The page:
Creating seamless flow in a fulfillment stream requires that all departments and functions work in harmony. One way to make sure that your fulfillment stream is optimal is to invoke the principles of lean. In this approach, you focus on the fundamental lean principles of eliminating waste so that only value remains, which in turn helps achieve the harmony mentioned above.
Seven types of fulfillment wastes
All Supply Chain and manufacturing professionals are very well verse with the seven wastes in manufacturing : Overproduction, waiting, conveyance, processing, inventory, motion, and correction. Similar to manufacturing wastes, Martichenko and Grabe have identified seven wastes for Supply Chain fulfillment. Below, we will briefly review those wastes and discuss how Analytics and Technology can help us mitigate these wastes.
Waste 1: System Complexity
Elaborate scheduling systems and managers working around mismatches between the formal schedule and actual needs.
Solution: The solution here, in this age of easy availability of open source solutions and data science talent, is to build customized solutions, on top of your existing ERP modules, that provides your managers ease and visibility into data, metrics and schedules, they way business wants to see it, NOT the way the ERP interface spits out.
Waste 2: Lead Time
Too much cycle time from one step to another in the fulfillment process (excluding transportation)
Solution: The key technology foundation needed here is an end to end platform to track the entire fulfillment process ranging from order processing to delivery. Then, on top of that Technology platform, you need to build a Business Process Management (BPM )platform to help manage the process and process KPIs, in order to optimize the processes. To be candid, standard process modules built within ERP systems like SAP are too standardized to effectively track the processes.
Waste 3: Transport
Excessive conveyance among facilities and companies.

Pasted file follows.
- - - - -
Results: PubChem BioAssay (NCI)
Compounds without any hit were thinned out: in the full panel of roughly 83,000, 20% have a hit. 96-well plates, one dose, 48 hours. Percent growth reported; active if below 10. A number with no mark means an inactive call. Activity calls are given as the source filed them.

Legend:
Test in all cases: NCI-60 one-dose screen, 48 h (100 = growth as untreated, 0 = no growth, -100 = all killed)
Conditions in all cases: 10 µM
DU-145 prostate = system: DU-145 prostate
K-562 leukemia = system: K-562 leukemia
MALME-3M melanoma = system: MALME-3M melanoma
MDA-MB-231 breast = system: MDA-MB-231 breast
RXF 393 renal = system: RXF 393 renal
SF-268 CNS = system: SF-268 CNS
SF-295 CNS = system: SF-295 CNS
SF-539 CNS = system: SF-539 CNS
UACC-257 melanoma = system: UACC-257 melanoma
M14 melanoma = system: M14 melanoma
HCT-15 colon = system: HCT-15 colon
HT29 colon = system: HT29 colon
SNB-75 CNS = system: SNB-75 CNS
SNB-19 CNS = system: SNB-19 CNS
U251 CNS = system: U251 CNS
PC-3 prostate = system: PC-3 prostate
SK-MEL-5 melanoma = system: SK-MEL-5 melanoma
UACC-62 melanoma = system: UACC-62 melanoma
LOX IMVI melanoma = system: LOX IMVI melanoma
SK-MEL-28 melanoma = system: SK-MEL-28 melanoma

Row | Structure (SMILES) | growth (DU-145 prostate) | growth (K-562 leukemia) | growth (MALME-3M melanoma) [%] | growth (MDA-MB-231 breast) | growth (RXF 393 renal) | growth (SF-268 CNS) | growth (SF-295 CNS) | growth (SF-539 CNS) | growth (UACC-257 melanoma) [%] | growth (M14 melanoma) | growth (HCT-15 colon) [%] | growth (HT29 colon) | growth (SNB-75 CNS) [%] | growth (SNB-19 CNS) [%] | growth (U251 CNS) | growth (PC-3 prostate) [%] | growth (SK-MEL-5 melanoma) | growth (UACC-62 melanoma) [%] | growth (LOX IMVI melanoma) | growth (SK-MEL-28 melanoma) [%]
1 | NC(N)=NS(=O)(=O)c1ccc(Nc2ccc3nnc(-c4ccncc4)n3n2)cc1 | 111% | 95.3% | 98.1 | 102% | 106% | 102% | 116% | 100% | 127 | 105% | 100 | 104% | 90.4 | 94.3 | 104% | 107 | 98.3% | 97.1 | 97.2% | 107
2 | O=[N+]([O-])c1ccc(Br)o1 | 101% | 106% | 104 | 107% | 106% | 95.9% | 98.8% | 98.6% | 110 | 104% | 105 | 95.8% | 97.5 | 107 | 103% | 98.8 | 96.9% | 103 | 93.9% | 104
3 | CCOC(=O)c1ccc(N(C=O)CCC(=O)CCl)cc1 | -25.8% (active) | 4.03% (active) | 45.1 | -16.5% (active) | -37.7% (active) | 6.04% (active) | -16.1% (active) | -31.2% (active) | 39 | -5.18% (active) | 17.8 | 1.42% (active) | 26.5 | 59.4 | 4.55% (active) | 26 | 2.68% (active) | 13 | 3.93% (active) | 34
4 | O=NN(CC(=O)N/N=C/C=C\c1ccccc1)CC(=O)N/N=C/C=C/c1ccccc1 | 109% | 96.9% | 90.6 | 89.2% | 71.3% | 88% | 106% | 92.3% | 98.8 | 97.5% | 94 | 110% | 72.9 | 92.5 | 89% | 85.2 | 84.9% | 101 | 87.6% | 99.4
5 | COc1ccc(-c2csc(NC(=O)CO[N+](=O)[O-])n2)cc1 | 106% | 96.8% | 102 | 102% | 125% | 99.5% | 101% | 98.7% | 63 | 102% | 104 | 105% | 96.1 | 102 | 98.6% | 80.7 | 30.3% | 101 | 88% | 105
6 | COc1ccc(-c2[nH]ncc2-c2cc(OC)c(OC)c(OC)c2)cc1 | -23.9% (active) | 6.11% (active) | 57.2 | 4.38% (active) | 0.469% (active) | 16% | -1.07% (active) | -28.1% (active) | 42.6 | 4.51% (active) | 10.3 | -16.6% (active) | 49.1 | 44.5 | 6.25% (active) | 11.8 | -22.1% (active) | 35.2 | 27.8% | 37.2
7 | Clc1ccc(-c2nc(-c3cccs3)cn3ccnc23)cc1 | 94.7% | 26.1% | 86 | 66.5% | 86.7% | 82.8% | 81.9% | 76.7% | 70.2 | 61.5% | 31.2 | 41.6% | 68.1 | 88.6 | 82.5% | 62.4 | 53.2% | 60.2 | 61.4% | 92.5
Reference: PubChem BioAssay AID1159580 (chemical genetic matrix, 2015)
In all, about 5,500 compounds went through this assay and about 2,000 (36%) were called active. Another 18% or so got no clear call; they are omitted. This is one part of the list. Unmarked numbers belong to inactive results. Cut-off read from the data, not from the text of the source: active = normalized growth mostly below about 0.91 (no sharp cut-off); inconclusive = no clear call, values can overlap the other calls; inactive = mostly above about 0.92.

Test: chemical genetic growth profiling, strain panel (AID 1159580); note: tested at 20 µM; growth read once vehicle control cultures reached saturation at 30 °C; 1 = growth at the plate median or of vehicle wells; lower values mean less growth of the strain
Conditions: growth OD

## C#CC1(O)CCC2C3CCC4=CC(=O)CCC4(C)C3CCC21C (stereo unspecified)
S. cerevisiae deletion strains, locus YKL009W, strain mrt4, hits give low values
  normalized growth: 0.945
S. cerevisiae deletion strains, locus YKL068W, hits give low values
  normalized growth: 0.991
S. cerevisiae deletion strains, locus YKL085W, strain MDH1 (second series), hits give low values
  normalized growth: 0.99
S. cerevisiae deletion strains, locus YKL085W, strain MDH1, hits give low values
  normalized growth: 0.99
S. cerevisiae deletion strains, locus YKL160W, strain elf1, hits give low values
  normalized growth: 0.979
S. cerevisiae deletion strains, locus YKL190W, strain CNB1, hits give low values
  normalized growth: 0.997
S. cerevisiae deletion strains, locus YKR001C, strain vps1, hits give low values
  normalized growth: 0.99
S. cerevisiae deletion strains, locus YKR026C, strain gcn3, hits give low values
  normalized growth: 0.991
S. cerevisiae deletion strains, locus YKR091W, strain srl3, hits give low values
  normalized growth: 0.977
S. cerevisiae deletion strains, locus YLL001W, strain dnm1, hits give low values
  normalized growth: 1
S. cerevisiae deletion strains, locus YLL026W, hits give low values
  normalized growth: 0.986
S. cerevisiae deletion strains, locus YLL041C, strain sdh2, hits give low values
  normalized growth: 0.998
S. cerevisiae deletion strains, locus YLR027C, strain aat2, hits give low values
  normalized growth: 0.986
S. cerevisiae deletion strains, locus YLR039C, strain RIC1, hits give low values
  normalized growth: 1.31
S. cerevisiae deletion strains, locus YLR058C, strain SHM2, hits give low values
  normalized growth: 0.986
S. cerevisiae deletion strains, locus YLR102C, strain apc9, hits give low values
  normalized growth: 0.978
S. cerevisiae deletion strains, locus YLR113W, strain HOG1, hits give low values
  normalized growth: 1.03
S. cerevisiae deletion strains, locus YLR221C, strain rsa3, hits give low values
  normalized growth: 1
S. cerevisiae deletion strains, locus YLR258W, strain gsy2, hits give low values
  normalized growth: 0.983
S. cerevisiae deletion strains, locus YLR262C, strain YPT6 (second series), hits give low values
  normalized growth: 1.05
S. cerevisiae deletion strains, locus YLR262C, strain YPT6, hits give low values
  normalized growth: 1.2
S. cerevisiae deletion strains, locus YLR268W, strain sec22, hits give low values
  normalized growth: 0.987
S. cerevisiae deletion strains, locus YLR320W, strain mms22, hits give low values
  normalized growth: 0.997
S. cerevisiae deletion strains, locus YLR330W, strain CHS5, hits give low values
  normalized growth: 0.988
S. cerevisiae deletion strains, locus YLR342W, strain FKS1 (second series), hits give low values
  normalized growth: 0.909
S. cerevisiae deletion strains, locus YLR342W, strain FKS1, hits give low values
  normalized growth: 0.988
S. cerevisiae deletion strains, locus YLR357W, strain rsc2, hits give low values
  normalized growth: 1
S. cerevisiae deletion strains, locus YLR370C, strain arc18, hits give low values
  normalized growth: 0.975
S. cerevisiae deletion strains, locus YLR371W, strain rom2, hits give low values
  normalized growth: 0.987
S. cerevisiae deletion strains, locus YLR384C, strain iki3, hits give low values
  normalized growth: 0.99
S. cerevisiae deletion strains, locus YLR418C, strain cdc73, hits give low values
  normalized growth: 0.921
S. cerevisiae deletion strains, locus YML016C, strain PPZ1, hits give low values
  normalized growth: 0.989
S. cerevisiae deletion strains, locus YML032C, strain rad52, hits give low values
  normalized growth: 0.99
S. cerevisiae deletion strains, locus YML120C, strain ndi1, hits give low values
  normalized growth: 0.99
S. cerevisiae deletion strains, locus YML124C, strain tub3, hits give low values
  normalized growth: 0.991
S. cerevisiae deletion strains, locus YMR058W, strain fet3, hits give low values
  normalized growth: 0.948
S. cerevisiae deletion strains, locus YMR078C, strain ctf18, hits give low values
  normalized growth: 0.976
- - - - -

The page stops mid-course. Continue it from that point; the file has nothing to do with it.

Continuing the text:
Solution: The key technology foundation discussed above in lead time will incorporate transportation as well and hence will provide visibility into transportation process. Then, on top of that Technology platform, you need to build an Analytics platform. All three forms of analytics, Descriptive, Prescriptive and Predictive need to be leveraged to reduce transportation lead time.
Waste 4: Space
In lieu of processing, space becomes a value factor and excessive space for storing inventories is waste.
Solution: A bottleneck that I see is that the current generations of WMSs have not evolved much in last two decades. While complexities of fulfillment (like Omnichannel) have increased, WMSs have not evolved much, with the exception of few band aids now and then. Building a Smart, customized WMS in this age of easily availability of technology and computing power is not an impossible tasks and companies should really look into this option to optimize their warehousing space.
Waste 5: Inventory
Inventory at any point and in any form should be considered a wase and should always be a candidate for minimization.
Solution: Eternal pain point of Supply Chains, my firm belief is that if you can streamline your transportation and warehousing waste, as discussed above, a significant portion of your Inventory issues will get resolved. Another significant driver of inventory is demand uncertainty and Machine learning based forecasting tools can help reduce forecasting errors leading to reduced inventory.
Waste 6: Packaging
Wrong type of goods in the wrong quantities resulting in damages, excessive inventories, and corrections downstream.
Solution : Packaging optimization methods can be leveraged to optimize the packaging processes. Packaging optimization generally needs to happen in tandem with load optimization to achieve full benefits.
Waste 7: Human effort
Fulfillment team members working at cross-purposes, which creates rework, confusion, and excessive motion.
Solution: The Business Process Management (BPM )platform identified in the “Lead Time” waste should help manage the human effort better as well. In addition to that, effective labor planning algorithms need to be developed, specifically for order processing, warehouse operations and fleet.